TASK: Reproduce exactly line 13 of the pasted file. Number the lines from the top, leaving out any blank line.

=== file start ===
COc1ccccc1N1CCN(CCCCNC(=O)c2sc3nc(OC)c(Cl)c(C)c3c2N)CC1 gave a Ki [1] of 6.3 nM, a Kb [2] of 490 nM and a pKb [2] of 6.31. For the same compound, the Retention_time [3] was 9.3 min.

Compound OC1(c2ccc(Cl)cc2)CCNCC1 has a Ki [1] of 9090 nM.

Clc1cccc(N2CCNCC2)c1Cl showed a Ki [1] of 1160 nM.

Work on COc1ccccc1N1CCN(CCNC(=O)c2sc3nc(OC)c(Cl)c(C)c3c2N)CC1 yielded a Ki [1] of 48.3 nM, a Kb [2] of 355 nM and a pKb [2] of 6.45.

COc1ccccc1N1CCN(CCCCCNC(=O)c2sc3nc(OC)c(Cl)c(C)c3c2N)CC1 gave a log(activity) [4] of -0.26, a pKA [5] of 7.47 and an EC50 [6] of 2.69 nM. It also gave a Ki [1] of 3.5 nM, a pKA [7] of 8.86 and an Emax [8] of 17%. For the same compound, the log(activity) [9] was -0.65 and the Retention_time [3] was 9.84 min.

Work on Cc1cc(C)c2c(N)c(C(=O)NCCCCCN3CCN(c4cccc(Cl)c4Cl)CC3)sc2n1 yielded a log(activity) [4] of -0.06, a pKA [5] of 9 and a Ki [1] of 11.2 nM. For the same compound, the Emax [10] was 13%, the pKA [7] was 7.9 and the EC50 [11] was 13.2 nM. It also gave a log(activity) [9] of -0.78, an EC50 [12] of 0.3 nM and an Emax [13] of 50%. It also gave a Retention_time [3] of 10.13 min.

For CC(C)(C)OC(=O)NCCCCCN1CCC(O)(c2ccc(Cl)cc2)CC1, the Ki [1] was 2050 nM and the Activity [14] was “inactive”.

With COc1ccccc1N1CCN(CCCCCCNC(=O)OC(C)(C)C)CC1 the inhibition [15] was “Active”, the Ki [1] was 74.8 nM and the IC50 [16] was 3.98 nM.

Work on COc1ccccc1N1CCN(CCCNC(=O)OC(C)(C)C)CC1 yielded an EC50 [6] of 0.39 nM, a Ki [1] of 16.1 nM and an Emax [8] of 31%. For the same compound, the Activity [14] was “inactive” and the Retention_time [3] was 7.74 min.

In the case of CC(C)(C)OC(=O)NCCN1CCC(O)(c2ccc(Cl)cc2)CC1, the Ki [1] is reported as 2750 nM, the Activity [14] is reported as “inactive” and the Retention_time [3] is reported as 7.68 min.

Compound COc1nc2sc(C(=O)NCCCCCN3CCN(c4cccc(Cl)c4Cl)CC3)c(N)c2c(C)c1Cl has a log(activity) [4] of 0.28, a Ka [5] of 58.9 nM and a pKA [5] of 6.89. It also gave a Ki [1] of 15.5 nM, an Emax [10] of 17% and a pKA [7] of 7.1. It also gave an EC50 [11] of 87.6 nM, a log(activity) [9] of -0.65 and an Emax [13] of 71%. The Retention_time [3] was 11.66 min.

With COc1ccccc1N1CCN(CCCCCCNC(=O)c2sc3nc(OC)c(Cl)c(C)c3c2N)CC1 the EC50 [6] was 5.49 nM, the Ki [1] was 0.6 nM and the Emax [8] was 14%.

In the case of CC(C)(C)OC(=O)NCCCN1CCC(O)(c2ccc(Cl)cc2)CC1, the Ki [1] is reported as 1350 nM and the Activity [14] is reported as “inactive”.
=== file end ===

In the case of CC(C)(C)OC(=O)NCCCN1CCC(O)(c2ccc(Cl)cc2)CC1, the Ki [1] is reported as 1350 nM and the Activity [14] is reported as “inactive”.